SAN FRANCISCO — Stunned and angry, national gay rights leaders Wednesday blamed scare-mongering ads — and President Obama's lack of engagement — for a bitter election setback in Maine that could alter the dynamics for both sides in the gay-marriage debate.
Conservatives, in contrast, celebrated Maine voters' rejection of a law that would have allowed gay couples to wed, depicting it as a warning shot that should deter politicians in other states from pushing for same-sex marriage.
"Every time the citizens have voted on marriage, they have always sided with natural marriage," said Mathew Staver, founder of Liberty Counsel, a Florida-based Christian legal group. "Maine dramatically illustrates the will of the people, and politicians should wake up and listen."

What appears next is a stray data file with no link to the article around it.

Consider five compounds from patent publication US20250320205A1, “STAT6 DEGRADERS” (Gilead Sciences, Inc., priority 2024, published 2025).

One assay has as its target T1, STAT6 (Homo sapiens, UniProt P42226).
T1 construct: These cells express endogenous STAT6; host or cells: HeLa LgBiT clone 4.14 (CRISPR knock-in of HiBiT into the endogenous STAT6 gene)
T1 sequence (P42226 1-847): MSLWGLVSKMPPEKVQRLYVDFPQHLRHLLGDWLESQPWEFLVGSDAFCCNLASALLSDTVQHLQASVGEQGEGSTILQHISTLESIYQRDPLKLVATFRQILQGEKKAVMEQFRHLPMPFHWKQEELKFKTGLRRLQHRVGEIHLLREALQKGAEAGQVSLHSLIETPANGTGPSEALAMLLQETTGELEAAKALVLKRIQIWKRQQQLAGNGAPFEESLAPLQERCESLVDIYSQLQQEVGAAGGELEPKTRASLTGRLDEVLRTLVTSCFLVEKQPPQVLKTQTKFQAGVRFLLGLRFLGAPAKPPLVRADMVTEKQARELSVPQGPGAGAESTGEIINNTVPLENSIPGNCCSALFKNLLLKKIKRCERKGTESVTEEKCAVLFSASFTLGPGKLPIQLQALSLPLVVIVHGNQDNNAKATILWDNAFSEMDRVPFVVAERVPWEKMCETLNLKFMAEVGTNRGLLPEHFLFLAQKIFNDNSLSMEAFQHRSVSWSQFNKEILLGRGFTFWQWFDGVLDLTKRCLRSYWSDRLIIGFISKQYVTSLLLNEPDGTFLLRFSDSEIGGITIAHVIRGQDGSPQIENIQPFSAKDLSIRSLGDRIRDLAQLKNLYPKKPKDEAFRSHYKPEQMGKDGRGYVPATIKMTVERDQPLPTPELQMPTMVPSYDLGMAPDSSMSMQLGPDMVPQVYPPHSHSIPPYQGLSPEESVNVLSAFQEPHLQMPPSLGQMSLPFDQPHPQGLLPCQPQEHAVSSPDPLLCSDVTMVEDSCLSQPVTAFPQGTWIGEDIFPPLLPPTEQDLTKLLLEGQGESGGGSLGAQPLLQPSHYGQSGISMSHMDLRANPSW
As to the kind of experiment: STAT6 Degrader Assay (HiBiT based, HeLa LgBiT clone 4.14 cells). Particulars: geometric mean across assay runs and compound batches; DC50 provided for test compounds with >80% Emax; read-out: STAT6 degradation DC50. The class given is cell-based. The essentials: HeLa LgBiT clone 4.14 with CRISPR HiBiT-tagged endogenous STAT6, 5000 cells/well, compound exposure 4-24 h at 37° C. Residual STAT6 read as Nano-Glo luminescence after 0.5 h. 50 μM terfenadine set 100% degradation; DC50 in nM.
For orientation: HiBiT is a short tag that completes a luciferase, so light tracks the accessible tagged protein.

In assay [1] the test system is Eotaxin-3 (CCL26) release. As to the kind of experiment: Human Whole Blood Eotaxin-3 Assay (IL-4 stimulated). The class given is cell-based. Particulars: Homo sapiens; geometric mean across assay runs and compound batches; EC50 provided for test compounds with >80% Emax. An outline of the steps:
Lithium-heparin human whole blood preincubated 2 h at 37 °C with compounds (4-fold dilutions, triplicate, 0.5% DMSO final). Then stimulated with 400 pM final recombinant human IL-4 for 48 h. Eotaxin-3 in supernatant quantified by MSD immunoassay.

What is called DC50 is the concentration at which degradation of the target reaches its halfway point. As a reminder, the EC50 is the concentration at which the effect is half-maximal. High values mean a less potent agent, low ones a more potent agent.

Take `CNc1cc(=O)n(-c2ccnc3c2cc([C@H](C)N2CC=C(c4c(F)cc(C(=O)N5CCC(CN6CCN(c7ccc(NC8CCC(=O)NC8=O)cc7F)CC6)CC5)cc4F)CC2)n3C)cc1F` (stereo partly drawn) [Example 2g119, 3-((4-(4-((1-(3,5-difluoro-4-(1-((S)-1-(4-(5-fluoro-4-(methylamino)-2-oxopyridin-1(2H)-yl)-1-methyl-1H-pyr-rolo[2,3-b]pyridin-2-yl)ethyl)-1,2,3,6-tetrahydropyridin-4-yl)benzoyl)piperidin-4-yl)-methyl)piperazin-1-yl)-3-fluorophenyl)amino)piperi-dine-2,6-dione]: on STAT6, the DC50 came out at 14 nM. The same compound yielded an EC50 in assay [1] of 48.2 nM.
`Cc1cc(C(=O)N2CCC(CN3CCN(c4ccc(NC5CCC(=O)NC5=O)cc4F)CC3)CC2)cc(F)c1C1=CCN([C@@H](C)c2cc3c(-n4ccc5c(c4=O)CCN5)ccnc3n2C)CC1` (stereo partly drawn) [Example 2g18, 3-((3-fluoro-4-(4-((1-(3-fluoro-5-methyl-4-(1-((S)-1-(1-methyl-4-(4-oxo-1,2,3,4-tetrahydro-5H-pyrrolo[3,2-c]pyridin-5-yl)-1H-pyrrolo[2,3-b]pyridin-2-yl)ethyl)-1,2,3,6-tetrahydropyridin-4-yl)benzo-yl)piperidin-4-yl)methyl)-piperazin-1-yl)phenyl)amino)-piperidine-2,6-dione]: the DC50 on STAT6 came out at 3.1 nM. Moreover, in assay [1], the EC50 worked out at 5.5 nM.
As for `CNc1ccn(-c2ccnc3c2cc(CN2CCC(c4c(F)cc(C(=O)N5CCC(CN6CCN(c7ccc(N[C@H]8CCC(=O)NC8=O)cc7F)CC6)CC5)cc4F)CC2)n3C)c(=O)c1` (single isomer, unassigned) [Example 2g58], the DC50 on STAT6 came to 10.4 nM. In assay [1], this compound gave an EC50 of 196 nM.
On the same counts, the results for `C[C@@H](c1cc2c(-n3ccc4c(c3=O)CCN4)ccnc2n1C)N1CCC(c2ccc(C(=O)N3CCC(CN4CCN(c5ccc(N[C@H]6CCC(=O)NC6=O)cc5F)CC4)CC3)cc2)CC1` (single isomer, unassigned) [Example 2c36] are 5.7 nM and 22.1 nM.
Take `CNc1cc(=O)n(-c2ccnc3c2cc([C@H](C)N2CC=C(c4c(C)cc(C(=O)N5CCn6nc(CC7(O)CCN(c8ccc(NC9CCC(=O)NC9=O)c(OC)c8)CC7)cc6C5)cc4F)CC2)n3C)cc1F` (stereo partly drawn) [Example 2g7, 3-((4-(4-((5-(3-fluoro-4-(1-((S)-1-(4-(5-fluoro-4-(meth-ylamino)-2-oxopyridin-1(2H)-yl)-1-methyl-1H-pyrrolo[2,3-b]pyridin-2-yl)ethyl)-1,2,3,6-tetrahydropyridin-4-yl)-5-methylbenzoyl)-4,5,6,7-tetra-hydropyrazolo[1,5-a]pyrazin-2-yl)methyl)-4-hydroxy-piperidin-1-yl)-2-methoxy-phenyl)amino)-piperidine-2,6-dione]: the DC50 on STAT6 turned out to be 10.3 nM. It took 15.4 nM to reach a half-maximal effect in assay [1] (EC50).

Gay activists were frustrated that Obama, who insists he staunchly supports their overall civil rights agenda, didn't speak out forcefully in defense of Maine's marriage law before Tuesday's referendum. The law was repealed in a vote of 53 percent to 47 percent.
"President Obama missed an opportunity to state his position against these discriminatory attacks with the clarity and moral imperative that would have helped in this close fight," said Evan Wolfson of the national advocacy group Freedom to Marry. "The anti-gay forces are throwing millions of dollars into various unsubtle ads aimed at scaring people, so subtle statements from the White House are not enough."
The White House, asked about the criticism, had no immediate comment.
The marriage debate is simmering in at least a half-dozen states where a same-sex marriage bill is pending or where a court ruling or existing law is being eyed by conservatives for possible challenge.
Had Maine's law been upheld by voters, it would have become the sixth state to legalize gay marriage — and the first to affirm it by popular vote. In Massachusetts, Vermont, Connecticut, New Hampshire and Iowa, gay marriage resulted from court decisions or legislation.